composing multiculturalism

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Publicação criada no âmbito do projecto "Composing Multiculturalism", financiado pelo Programa Erasmus+ da Comissão Europeia.

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  • C o m p o s i n gMult icultura l ismComposing Multiculturalism

    Lisbon, June 2015

    Composing Multiculturalism

  • C o m p o s i n gMult icultura l ism

    Composing MulticulturalismIn June 2015 Associao Spin promoted Composing Multiculturalism, an

    international training course supported by the Erasmus+ Youth in Action

    programme. The program gathered, 24 youth workers and youngsters from 9

    countries around Europe for 10 days in Lisbon.

    Having so many different cultures coexisting together is one of Europes main

    riches. However, its not always perceived like this. The events of the first two

    decades of the twenty-first century have showed us that its crucial to respect

    others and to understand each others culture and ways of interpreting reality.

    Europe was built by many countries and cultures together, so its critical not

    to forget the importance of multiculturalism and all its benefits.

    In an economically and socially challenging moment, like the 2008 financial

    crisis and its aftermath, it is important that the coexistence of these cultures and

    ways of thinking is perceived as positive, treasured and promoted, enabling each

    culture to provide its best characteristics to the development of Europe and the

    World.

    Based on the belief that photography is a powerful medium, able to transmit

    messages, change minds and attitudes, the course intended to provide participants

    from Czech Republic, Iceland, Italy, Latvia, Poland, Portugal, Romania, Slovakia

    and Spain with the possibility to use photography as an instrument to communi-

    cate and foster multiculturalism.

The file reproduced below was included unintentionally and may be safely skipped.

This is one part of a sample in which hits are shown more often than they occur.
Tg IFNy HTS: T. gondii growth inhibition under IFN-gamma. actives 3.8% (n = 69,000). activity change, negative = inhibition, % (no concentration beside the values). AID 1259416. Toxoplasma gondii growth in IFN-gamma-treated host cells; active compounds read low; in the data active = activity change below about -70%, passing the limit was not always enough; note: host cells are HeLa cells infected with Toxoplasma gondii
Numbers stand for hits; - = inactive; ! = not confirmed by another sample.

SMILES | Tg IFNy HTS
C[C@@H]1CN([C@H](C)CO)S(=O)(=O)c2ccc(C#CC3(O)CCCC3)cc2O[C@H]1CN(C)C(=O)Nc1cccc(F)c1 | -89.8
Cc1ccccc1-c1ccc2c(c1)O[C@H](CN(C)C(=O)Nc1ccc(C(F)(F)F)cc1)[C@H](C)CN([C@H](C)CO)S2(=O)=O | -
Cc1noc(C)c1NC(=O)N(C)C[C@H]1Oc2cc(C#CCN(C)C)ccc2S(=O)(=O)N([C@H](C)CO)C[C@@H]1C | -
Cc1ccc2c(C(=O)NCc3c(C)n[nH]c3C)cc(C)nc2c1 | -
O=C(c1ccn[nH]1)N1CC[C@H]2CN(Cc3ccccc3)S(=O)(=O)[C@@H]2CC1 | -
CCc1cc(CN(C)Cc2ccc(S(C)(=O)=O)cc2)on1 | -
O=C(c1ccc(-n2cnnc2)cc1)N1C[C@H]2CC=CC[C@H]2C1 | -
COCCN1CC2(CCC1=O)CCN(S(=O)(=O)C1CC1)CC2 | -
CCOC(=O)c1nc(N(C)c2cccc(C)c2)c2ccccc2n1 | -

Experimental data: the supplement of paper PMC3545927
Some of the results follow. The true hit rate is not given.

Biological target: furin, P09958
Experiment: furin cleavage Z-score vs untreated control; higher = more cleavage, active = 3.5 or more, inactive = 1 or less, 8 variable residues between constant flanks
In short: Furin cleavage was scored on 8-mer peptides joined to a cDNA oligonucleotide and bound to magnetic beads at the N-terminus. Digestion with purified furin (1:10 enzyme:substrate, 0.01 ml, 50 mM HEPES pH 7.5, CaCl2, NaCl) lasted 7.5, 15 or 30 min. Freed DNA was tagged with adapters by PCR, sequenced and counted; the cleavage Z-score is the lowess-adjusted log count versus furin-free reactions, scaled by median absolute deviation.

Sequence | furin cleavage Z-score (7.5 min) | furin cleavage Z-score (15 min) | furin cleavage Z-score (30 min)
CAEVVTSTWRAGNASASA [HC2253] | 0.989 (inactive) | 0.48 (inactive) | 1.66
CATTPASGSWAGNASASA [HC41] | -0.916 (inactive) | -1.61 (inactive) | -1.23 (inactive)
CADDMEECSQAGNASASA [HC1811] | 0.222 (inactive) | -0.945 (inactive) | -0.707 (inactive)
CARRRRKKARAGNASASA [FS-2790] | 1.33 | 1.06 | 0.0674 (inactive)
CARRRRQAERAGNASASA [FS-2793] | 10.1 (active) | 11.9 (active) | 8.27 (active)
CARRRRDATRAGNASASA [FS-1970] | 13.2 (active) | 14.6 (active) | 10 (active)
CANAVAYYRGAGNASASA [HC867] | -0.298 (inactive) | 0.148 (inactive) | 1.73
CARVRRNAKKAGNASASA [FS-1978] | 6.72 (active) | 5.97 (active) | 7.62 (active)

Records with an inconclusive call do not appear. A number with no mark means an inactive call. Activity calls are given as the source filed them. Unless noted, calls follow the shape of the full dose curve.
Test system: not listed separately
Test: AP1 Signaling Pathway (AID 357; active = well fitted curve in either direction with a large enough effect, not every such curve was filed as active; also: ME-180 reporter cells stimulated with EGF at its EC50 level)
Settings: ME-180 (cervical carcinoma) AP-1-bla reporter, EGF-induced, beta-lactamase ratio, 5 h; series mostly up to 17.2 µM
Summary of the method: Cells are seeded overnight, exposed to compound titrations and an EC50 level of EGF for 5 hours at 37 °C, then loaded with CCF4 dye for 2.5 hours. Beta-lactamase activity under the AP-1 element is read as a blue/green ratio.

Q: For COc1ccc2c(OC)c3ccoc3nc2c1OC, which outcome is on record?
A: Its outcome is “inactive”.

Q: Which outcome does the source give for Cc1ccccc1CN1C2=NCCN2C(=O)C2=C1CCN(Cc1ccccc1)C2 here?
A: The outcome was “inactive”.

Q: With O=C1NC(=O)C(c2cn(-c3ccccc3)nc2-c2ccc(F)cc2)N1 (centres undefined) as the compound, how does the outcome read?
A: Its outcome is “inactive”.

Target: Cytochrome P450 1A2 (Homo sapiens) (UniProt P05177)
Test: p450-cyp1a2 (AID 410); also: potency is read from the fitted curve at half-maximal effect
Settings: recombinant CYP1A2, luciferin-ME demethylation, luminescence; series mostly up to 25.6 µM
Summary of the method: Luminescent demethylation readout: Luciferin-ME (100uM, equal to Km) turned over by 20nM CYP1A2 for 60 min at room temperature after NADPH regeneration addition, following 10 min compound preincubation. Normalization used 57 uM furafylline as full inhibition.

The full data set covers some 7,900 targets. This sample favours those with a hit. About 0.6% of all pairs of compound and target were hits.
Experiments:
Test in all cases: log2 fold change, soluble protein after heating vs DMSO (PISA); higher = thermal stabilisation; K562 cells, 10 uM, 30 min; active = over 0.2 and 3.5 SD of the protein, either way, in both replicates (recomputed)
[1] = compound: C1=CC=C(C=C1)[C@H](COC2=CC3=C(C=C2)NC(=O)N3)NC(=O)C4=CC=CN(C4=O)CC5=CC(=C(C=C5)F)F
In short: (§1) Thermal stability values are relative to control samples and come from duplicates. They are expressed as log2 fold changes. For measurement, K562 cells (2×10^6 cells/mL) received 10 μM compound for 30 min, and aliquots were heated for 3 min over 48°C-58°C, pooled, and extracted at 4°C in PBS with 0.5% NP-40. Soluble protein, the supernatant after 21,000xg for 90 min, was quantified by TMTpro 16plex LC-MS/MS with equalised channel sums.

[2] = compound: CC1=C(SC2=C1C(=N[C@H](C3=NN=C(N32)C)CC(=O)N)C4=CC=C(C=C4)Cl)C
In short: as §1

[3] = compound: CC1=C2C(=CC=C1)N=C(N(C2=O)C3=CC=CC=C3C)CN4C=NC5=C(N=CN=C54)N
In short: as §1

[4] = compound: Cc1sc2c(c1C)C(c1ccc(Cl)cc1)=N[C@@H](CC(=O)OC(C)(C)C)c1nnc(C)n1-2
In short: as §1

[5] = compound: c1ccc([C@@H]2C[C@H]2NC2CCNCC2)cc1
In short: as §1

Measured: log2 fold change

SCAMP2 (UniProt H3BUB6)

Participants learned how to use Photography as a tool to transmit a specific

    message, especially a message that promotes the benefits of multiculturalism,

    reinforcing peoples awareness of other cultures, promoting intercultural dia-

    logue, eliminating prejudice and fostering an inclusive society.

    By the end of the training course, participants were asked to reflect on multi-

    culturalism and translate it to photographic projects.

    This book, along with a website and a photo exhibition in Lisbon, is the show-

    case of the participants individual projects.

    This project was funded bythe European Union

    Composing Multiculturalism

    http://cmtc.a-spin.pt

  • Pastel de Nata

    Name: Agnija Kazusa

    Country: Latvia

    Motivation: I (...) want to take part in this training

    course to exchange ideas and learn of possible ways of

    spreading multiculturalism in a natural way embracing each

    and every form of diversity. I was very excited to see that

    photography will be used as a method to communicate and

    foster multiculturalism. I think it is a very good instrument

    to use: in order to embrace the difference, we must see them

    at first and feel happy about them.

    2015 Agnija Kazusa - All rights reserved to Associo Spin

    It was an early morning in October 2010 when my Japanese friend and

    I arrived in Shanghai for the World Expo. There, we met another Japa-

    nese girl, a friend of my friend, who received us with a box of yellowish

    pastries. Please have, she invited us standing with an open box. We took

    one each and immediately surrendered to the creamy, sweet and delicious

    taste of the pastry that she called an egg tart.

    After that first time, I returned to China several times and ate many

    more egg tarts. I found them mostly in the southern parts of China.

    Moreover, I thought I should somehow bring this miracle home and

    introduce it to my family as Chinese traditional pastry. It was hard to

    make it happen though. The distance between China and Europe was too

    long to bring the egg tart home fresh. Having completed my mission in Chi-

    na, I returned to Europe to do an internship at the European Commission

    in Brussels. While observing and learning how Europe is governed, I also

    learnt who actually governs the delicious pastry that I tasted in China.

    There was a Portuguese lady working in my unit. One day, she brought to

    the office egg tarts and introduced them as Portuguese traditional pastries.

    Oh, you also have them, I boldly intervened, convinced that those must

    be Chinese egg tarts. No, they are Portuguese, she argued. Thats how I

    learnt the truth.

    A few years later, I went to Portugal. My heart jumped each time when

    I saw those cute, round, crme pastries, sprinkled with cinnamon and

    powdered sugar. Seeing them in small bakeries all over Lisbon was like